7 April 2024

Ave Crux ...

Well, Easter ... the paschalia festa ... are now peracta; the ancient collect of today, Low Sunday, makes that explicitly clear. But, for our strange Novus Ordo brethren, this same ancient collect is now attached instead ... believe it or not ... to the Saturday of the Seventh Week of Easter ... so, presumably, they regard that Saturday as end of their Easter Octave. Seems a funny business to me, but I'm sure that they, poor poppets, understand their own massively peculiar rite better than I do. Anyway, this is not my real subject for today.

As we leave the Easter Octave behind, we have some unfinished business. Lady Day, the Annunciation of our Blessed Lady, needed to be moved out of Holy Week, the Maior Hebdomada, so we celebrate it tomorrow, Monday. It is therefore next Tuesday that restores the normal rhythms of the season. And, as I peer into my 1874 Breviary, in my survey of the liturgical sources and habits which fed the piety of S John Henry Newman, Fr Faber and those heroic early Oratorians, Wiseman and Manning and Ullathorne and so many ...

... there I find this rubric: "Afterwards, there is the Commemoration of the Cross, which happens daily at Lauds and Vespers, up to the Ascension ... other Commemorations, of S Mary, S Joseph, of the Apostles, of Peace are not said in the Easter Season."

Is it strange to commemorate the Cross during Eastertide

I think not. The risen Saviour who comes to greet us is the Crucified One bearing in his limbs the marks of his love. The Feast of the Inventio Sanctae Crucis will beautifully emphasise this; but, with an early Easter this year, May 3 seems a long way off! 

Easter certainly does not cancel out the Crucifixion or diminish the splendour of its Five Wounds; it exhibits them to us as glorious and salvific ... and draws each of us into their wonder.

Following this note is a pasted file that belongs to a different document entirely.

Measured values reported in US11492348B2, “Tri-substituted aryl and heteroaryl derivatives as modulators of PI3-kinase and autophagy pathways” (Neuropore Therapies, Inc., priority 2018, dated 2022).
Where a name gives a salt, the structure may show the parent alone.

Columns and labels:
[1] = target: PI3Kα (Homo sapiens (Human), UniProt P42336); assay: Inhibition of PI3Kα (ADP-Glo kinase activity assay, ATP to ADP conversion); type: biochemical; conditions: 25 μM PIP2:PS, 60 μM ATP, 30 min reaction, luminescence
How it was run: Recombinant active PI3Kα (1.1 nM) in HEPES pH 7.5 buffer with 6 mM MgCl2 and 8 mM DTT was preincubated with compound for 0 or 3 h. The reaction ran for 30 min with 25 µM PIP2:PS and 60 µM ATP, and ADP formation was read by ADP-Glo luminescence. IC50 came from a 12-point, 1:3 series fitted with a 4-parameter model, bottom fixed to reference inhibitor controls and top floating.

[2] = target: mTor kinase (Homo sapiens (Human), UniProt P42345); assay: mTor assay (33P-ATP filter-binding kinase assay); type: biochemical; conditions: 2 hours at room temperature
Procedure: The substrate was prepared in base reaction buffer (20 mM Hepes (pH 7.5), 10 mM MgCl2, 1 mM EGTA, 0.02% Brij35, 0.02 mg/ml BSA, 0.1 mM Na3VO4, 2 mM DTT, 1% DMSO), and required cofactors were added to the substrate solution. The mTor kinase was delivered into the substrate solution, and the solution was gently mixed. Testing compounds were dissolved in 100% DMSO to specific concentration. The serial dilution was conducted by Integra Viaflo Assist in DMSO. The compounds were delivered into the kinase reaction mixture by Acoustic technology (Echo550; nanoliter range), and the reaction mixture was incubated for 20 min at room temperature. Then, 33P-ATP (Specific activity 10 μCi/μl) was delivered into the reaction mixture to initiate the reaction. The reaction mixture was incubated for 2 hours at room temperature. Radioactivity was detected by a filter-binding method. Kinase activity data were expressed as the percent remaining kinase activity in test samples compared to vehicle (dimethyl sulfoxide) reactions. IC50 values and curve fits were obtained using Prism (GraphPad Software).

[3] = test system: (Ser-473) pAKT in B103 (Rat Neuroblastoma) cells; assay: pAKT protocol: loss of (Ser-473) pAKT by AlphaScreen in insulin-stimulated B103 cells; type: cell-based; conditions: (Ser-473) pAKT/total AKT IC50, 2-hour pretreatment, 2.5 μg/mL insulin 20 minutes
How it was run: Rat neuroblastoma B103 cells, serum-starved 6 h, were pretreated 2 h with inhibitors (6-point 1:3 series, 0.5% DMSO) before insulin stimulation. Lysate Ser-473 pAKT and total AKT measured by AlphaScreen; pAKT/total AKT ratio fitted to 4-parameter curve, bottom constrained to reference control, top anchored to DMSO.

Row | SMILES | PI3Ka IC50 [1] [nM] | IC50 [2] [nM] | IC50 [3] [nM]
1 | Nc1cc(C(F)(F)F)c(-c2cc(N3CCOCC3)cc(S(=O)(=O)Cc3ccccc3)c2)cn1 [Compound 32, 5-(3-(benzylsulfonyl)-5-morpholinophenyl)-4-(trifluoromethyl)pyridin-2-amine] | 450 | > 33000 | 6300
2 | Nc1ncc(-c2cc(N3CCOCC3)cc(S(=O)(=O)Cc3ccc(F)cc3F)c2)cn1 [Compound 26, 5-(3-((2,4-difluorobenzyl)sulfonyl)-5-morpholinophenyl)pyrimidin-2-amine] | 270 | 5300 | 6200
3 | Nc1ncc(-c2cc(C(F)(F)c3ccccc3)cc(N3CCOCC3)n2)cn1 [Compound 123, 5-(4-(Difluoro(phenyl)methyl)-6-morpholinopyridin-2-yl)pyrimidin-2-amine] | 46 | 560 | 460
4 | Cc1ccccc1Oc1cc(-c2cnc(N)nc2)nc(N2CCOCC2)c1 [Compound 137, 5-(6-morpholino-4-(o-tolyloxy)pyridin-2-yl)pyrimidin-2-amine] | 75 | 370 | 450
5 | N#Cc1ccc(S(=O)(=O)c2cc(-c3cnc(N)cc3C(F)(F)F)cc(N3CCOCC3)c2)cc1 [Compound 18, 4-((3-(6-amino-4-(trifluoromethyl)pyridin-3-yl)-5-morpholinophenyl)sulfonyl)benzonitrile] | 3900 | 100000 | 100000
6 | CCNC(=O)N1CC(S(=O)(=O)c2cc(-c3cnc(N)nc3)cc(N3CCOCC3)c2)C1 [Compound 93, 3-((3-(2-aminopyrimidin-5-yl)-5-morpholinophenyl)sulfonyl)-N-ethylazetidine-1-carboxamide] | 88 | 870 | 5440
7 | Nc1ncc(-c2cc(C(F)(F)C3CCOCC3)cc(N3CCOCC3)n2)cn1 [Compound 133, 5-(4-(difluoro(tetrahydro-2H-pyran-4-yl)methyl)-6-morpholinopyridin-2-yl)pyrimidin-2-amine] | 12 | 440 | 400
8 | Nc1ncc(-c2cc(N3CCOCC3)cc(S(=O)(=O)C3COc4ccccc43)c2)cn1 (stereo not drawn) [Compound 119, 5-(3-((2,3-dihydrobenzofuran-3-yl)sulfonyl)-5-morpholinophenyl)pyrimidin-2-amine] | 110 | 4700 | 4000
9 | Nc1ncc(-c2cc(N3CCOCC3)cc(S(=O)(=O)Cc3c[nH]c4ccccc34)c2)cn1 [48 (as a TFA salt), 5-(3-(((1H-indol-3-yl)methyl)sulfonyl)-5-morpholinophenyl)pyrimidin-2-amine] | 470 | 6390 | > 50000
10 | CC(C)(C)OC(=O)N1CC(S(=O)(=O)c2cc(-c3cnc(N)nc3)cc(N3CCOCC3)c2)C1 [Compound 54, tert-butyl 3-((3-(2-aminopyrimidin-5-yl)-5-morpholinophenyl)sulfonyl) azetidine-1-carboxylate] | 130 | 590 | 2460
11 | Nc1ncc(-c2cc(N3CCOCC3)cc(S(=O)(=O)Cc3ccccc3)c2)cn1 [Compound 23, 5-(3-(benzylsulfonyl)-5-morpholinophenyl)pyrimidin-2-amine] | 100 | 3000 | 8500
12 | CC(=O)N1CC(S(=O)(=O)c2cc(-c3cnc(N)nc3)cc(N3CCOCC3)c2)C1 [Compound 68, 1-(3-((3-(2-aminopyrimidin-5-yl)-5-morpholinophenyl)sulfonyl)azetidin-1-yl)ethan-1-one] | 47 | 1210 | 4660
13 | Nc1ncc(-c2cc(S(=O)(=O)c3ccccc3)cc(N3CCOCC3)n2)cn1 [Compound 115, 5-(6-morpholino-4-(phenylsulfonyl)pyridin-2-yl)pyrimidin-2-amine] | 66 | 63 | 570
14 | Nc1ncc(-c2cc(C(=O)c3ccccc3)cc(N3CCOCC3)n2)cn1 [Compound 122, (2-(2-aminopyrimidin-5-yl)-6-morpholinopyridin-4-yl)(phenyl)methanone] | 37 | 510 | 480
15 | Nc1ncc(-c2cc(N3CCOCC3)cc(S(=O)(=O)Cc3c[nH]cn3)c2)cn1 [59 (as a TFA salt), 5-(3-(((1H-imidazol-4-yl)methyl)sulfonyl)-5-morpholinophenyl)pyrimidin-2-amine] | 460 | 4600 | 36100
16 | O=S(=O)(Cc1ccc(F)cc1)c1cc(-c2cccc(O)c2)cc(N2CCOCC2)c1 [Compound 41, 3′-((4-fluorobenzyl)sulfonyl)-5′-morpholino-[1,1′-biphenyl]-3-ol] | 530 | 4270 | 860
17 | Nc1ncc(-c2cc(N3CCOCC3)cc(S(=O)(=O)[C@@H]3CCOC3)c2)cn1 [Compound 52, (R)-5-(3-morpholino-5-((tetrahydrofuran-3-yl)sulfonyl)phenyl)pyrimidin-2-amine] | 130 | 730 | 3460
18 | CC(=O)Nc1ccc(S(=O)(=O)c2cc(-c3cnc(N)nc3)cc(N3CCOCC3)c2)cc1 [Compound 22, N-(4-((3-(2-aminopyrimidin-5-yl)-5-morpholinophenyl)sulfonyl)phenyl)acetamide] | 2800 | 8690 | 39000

At Lauds the Commemoration was: 

Antiphon: Crucifixus surrexit a mortuis, et redemit nos, alleluia, alleluia.

V Dicite in nationibus , alleluia. R Quia Dominus regnavit a ligno, alleluia.

Deus, qui pro nobis Filium tuum crucis patibulum subire voluisti, ut inimici a nobis expelleres potestatem: concede nobis famulis tuis; ut resurrectionis gratiam consequamur. Per eumdem. 

At Vespers, the antiphon was Crucem sanctam subiit, qui infernum confregit, accinctus est potentia, surrexit die tertia, alleluia. The V, R and Collect the same as at Lauds


Rubricarius said...

The Commemoration of the Cross in Paschaltide survived the 1911-13 reformers' axe almost intact. The antiphon Crucem santam subiit was dropped and the antiphon at Lauds also used at Vespers. The other Suffrages were put to the slaughter and replaced by a single Suffrage of All Saints.

That, and the Paschal Commemoration of the Cross, survived until the Pacellian axe was wielded for the fatal strike in 1956 with Cum nostra.

Matthew said...

By the same token, today in the Orthodox world it is the 3rd Sunday of Lent, in which as a signal of what is to come we venerate the Cross. At Matins the nine odes of the canon are prefaced by the irmoi of Easter, the first of which begins "This is the day of Resurrection...".

Fr Edward said...

If you turn to the east you'll find that it makes sense in a very powerful way:

3rd May - The Invention of the Holy Cross
5th May - Easter Day

Banshee said...

And Our Lady and Our Lord get celebrated on a day of both Moon and Sun, of darkness and light, as a corona shines out. Very pretty.